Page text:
Geoffrey Holder, Dancer, Actor in ‘Live and Let Die,’ Dies at 84

Geoffrey Holder Obit Dead
Ron Galella/WireImage

Geoffrey Holder, a dancer, choreographer, an actor (famously in the James Bond film “Live and Let Die”) and a two-time Tony winner for “The Wiz” who was famous for his deep voice and hearty, enthusiastic laugh, died of complications from pneumonia on October 5 in New York. He was 84.

Despite his wide range of artistic achievements, Holder probably reached his widest audience in his role as pitchman for 7UP in commercials of the 1970s and 1980s, in which he pushed the virtues of the “un-cola.”

Holder’s film career began with 1962’s “All Night Long,” a version of “Othello” adapted to the London jazz scene.

In “Doctor Dolittle,” he played the leader of the natives on Sea-Star Island — experiencing racism while on the shoot.

Holder appeared in Woody Allen’s “Everything You Always Wanted to Know About Sex * But Were Afraid to Ask” as the Sorcerer before taking on the role of Baron Samedi in “Live and Let Die,” which had a considerable amount of Caribbean-flavored choreography.

In John Huston’s 1982 feature adaptation of “Annie,” Holder played Punjab, one of Daddy Warbucks’ bodyguards.

In 1992 Holder had a supporting role in the Eddie Murphy vehicle. In 1998 he appeared in the Claude Lelouch film “Change and Coincidence.”

Holder was born into a middle-class family artistic family in Port of Spain, Trinidad. He was mentored by his older brother Boscoe Holder, who led a dance troupe, the Holder Dance Company. After Boscoe moved away, Geoffrey assumed leadership of the troupe while still in his teens in the late 1940s.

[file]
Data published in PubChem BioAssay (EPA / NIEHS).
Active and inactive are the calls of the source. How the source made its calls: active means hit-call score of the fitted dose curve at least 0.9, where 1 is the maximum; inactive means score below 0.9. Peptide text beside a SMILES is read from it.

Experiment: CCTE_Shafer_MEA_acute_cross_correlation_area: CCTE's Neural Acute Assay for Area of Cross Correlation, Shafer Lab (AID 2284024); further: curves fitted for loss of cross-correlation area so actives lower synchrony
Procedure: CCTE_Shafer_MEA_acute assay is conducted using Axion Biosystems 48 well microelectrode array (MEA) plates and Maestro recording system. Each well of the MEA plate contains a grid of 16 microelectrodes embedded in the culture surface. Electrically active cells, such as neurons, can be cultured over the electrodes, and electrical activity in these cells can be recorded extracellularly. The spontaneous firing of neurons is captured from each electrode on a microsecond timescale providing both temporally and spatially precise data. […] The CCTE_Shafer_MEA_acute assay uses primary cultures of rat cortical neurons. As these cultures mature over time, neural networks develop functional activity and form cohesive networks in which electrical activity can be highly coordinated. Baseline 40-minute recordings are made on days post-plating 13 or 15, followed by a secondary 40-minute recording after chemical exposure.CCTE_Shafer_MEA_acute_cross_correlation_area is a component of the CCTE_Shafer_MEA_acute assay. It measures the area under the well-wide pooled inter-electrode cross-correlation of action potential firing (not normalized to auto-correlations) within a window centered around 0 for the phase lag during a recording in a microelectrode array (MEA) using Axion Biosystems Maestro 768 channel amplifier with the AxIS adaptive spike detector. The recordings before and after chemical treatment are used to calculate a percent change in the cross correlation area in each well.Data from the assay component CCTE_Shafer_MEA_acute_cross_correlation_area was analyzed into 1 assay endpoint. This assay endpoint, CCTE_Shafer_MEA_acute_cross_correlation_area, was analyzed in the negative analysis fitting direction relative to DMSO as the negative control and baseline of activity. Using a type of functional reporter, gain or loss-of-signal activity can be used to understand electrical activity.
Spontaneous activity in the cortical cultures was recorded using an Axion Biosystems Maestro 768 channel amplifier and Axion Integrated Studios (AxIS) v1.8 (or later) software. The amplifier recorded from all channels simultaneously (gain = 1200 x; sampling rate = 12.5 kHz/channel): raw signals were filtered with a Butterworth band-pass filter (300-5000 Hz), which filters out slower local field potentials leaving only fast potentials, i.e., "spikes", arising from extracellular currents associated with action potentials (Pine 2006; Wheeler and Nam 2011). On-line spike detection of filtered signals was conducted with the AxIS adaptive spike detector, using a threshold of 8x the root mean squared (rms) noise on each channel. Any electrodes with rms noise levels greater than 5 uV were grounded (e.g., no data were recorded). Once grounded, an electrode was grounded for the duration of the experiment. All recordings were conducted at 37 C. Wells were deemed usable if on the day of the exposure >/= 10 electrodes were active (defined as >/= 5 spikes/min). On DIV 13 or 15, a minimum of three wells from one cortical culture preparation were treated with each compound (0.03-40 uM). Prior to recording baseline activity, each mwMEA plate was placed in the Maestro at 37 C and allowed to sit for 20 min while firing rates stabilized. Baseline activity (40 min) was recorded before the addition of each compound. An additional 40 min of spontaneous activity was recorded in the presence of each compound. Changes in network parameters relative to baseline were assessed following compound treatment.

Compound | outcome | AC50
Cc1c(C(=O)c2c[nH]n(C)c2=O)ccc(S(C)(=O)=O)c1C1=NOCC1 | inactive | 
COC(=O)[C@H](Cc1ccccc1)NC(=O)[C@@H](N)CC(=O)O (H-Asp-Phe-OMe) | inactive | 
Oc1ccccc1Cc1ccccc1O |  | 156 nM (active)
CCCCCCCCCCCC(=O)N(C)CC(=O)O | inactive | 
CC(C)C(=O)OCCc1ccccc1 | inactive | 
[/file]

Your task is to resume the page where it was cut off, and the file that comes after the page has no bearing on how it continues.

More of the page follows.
Agnes de Mille helped bring him to the U.S., where he arrived in 1954, soon making his Broadway debut in the original, Caribbean-themed musical “House of Flowers,” for which he choreographed the Banda dance number.

For a year in the mid-’50s, Holder was a principal dancer with the Metropolitan Opera Ballet. He was a performer in an all-black revival of “Waiting for Godot” in 1957, and in 1964 appeared in the musical review “Josephine Baker.”

For original musical “The Wiz” in 1975, he was both the director and the costume designer, winning Tonys for each.For original 1978 musical “Timbuktu!,” Holder was director, choreographer, costume designer and even the illustrated the Playbill cover.

Holder was director and costume designer for the 1984 revival of “The Wiz,” and he did the staging for a 1993 concert featuring the Boys’ Choir of Harlem and Friends.

He is survived by his wife, Carmen de Lavallade, and their son, Leo.

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    1. zyggie says:

      What a TALENT. I can only imagine his life and what an amazing laugh I would smile whenever I heard him because you just knew who it was without seeing him….WOW unforgettable! He will be missed.

    2. JayJay says:

      The world has lost a precious soul in him. I had the good fortune to meet Mr. Holder a couple of times and he couldn’t have been more warm, wonderful and real. I’ve been a fan of his ever since seeing Dr. Doolittle as a kid. So amazingly talented, he truly seemed larger than life to me. He will be mourned.

    3. I am really sorry to hear such sad news, but such is life. I will miss him greatly as a very great and generous performer. Another of the legendary ones has left us. The gaps left by them are countless. Actually, if I may say so, it is sadder for us all, remaining behind, than for those who leave us, since they are all irreplaceable in their own right. Luckily for us, there are the movies, either on revivals or on DVD and BR, which preserve their fond memory to us all and for many generations to come. May Geoffrey rest in peace and may his soul be at ease. He has given a lot to the World and to the Arts.

    4. Paul lane says:

      RIP. What a mega talent. I remember him in 007’s Live and Let Die.

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